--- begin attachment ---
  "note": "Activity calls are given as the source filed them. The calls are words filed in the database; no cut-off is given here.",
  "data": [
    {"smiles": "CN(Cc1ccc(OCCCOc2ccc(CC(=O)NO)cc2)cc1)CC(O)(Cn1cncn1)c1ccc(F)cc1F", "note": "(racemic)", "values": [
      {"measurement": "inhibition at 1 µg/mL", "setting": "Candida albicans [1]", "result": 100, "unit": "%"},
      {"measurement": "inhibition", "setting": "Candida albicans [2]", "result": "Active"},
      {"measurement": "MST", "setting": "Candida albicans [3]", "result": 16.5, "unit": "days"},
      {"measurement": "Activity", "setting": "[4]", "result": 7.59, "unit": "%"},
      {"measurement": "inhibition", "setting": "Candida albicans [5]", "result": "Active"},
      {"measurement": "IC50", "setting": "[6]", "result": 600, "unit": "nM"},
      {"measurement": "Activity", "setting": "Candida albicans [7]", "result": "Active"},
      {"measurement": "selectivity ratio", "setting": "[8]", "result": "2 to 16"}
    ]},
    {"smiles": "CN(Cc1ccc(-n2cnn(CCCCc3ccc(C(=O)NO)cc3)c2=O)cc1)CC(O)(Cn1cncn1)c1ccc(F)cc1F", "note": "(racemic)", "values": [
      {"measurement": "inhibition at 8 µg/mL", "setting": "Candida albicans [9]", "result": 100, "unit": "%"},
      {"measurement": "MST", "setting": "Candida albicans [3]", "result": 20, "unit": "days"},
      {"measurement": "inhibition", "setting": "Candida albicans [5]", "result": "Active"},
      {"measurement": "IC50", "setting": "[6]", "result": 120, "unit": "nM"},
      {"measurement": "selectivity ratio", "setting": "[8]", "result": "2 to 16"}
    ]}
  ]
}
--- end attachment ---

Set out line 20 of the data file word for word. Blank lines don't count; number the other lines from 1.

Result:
  ]